When my book The Rendlesham Forest UFO Conspiracy was published on April 28 of this year, it provoked a lot of questions from those who read it. One issue surfaced time and again in debates, on radio, and during online chats. It revolved around the theory that the Rendlesham incidents were the creations of advanced hologram-based technology. On more than a few occasions, this led to debates of the infamous Project Blue Beam. If you don’t know what it is alleged to be, read on. Within the field of conspiracy theorizing, there are few greater controversies than Project Blue Beam. Allegedly, it is the brainchild of a secret group of powerful figures in, among many others, NASA, the United Nations, the Bilderbergers, the Trilateral Commission, and the Vatican. Project Blue Beam, so the story goes, will be at the forefront of a program to create a new society dominated by a ruthless one-world government.
And how might such a government come about? By faking the second coming of Jesus Christ, specifically by using sophisticated hologram-type technology to project huge images of the Son of God across the skies of the United States, Canada, Australia, and much of Europe. Other parts of the world will see massive images of Buddha, of Allah, of Krishna, of Muhammad (and the list goes on), depending on the regions, the people and their cultures, and the beliefs of the relevant nations. In mere days, however, each and every one of those images will merge into one far more sinister and terrifying image: that of the Anti-Christ, who will inform the people of Earth that not a single one of the world’s religions has the correct version of events. Only the claim of this nightmarish entity will be seen as the accurate version. As a result, the entire human race will be expected to bow down and worship the Anti-Christ.
Such a thing will result in worldwide chaos, disorder, and anarchy – which the people behind Project Blue Beam shrewdly know only all too well. With the world plunged into states of fear and mayhem, this terrible ruse will then allow the United Nations to coordinate a planet-wide program to enslave the Earth’s entire population. That’s quite a story, to say the least. The source of the undeniably outrageous Project Blue Beam story was Serge Monast, a journalist from Montreal, Quebec, Canada. Although Monast began in his career in regular journalism, by 1994 he was focused almost exclusively on conspiracy theories, including matters relative to Masonic-based conspiracy theories and matters relative to the one-world government scenario. It was at this time that Monast claimed to have uncovered massive amounts of secret information on Project Blue Beam, and how it would be utilized to enslave all but that aforementioned elite. That Monast died in December 1996, of a heart attack, and at the age of just fifty-one, has led to suspicions that he was murdered by agents of this dangerous program. The reason: to prevent Monast from blowing the whistle, big-time, on the project.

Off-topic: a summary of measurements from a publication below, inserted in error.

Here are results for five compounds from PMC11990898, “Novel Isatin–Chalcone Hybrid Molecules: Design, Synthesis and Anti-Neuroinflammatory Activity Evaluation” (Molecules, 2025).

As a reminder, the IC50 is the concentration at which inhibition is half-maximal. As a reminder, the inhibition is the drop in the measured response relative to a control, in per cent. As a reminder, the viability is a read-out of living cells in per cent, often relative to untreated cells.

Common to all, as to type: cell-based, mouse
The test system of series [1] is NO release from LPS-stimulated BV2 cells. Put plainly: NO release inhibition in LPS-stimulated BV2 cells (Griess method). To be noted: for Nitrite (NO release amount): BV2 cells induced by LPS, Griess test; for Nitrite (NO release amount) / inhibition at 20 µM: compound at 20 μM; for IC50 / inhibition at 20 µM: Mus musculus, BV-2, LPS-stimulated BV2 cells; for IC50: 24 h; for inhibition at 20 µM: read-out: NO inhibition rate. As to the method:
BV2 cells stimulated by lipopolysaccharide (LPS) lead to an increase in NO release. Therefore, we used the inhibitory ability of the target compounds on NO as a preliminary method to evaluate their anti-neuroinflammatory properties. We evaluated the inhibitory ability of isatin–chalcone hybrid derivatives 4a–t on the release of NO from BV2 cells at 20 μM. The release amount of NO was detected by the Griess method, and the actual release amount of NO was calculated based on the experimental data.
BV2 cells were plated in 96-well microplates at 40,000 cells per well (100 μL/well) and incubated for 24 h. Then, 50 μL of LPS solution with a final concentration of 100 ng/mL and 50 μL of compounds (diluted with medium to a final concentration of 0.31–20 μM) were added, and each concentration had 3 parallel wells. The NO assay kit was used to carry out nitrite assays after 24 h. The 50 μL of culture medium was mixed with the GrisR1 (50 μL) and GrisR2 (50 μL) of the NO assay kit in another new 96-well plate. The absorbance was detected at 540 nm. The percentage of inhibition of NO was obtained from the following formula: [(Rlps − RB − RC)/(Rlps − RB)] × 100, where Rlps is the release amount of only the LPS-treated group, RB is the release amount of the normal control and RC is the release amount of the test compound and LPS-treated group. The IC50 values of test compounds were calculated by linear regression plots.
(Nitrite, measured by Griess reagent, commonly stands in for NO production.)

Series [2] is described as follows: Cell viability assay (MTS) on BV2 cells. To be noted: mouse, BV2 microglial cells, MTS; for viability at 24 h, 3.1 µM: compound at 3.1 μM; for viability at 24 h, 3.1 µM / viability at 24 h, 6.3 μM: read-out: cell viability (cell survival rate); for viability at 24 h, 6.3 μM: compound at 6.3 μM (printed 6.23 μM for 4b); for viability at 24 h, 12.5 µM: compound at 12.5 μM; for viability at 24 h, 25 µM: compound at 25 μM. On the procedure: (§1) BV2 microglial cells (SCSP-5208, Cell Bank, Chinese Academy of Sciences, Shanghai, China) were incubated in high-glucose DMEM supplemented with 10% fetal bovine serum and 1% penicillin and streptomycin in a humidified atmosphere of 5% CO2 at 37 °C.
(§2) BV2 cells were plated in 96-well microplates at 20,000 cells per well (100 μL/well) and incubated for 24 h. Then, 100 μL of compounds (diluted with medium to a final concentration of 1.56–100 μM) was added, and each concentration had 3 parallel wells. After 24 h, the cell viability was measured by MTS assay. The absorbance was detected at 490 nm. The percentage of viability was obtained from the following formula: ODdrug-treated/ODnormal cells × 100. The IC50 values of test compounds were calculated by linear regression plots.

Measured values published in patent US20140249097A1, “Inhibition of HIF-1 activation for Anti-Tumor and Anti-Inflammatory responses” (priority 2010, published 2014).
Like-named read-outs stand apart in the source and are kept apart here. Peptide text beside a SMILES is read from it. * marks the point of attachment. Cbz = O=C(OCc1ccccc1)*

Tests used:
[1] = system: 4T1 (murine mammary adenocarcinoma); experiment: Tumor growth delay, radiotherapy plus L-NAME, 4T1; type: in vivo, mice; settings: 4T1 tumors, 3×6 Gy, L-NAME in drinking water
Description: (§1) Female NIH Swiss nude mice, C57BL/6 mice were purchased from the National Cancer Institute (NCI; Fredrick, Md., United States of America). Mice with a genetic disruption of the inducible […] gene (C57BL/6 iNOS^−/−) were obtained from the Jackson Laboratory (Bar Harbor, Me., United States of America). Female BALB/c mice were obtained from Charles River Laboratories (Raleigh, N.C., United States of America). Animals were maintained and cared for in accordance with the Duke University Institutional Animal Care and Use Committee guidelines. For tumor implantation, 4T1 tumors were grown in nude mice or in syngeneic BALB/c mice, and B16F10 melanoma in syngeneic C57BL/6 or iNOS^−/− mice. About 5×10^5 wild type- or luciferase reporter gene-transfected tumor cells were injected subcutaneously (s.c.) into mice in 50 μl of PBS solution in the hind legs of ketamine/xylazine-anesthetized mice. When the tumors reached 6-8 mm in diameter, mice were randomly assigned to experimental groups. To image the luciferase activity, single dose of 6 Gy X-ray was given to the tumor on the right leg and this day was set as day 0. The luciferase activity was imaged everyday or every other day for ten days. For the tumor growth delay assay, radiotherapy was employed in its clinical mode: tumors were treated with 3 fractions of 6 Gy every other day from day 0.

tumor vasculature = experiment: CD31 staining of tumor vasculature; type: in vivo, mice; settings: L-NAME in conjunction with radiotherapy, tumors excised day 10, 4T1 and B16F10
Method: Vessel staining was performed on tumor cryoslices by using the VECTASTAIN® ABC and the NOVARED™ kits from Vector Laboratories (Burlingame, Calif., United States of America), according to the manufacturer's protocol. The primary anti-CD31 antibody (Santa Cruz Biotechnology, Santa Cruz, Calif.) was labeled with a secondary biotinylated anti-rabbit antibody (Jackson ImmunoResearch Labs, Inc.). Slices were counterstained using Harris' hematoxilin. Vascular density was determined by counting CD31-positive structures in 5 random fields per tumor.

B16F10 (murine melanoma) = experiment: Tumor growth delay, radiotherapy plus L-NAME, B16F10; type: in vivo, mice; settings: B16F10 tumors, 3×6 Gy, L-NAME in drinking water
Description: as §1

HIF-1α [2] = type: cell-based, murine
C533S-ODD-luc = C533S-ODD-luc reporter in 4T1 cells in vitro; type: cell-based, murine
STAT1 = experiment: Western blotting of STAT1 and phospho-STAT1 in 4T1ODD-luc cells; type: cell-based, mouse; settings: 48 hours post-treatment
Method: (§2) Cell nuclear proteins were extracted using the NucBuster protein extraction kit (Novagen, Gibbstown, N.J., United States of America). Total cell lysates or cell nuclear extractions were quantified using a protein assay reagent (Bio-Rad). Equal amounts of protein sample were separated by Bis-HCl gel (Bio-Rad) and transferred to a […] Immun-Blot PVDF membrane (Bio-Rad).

The story is as fantastic as it is terrifying. But is it true? In my view, no, it’s not true – at all. In my view it’s complete garbage. But, it may very well be garbage that was secretly created for a specific purpose. This brings us back to my book on Rendlesham Forest. For those who haven’t seen the book, here’s a summary from the publisher: “In the final days of December 1980, strange encounters and bizarre incidents occurred in the heart of Rendlesham Forest, Suffolk, England. Based upon their personal encounters, many of the military personnel who were present at the time believed that something extraterrestrial came down in those dark woods. What if, however, there was another explanation for what happened four decades ago? What if that explanation, if revealed, proved to be even more controversial than the theory that aliens arrived from a faraway world? The ramifications for the field of Ufology would be immense. In his new book, Nick Redfern reveals that one of the most famous UFO cases of all time was really a series of top secret experiments using holograms [my italics], mind-control programs, deception, disinformation, conspiracies and cover-ups. The shocking truth of a forty-year-old mystery is now revealed.”
This issue of utilizing holograms to fool the military personnel in Rendlesham Forest, Suffolk, England in December 1980 sounds very much like certain aspects of Project Blue Beam. Albeit, on an extremely scaled-down size, of course. With that in mind, it would not surprise me at all if the story of Project Blue Beam was a deliberately planned fabrication of such outrageous and over-the-top proportions that no-one would believe that advanced holograms could ever be created and used. In other words, bury the truth of the Rendlesham Forest holograms by inserting into the UFO community wholly-over-the-top tales of incredible, religion-based holograms in the form of Project Blue Beam. I can totally accept a scenario in which a small hologram-based project was deployed to determine if military personnel in an English forest could be deceived into seeing what they believed was a UFO (or several). But, a worldwide deception that targets everyone on the planet? And succeeds to a 100 percent degree? Not a chance.
One final point on all of this: it was in the early 1990s when the theory – that the Rendlesham Forest affair had holograms at its heart – first began to surface. And, it was in 1994 – just a couple of years later – that the Project Blue Beam scenario was fed to Serge Monast, something that led him to write his book, Project Blue Beam (NASA). An attempt to diffuse the real controversies surrounding Rendlesham’s genuine holograms and smother them with over-the-top tales that most people would laugh at? For me, at least, that’s a plausible reason why the utterly bogus Project Blue Beam scenario was concocted.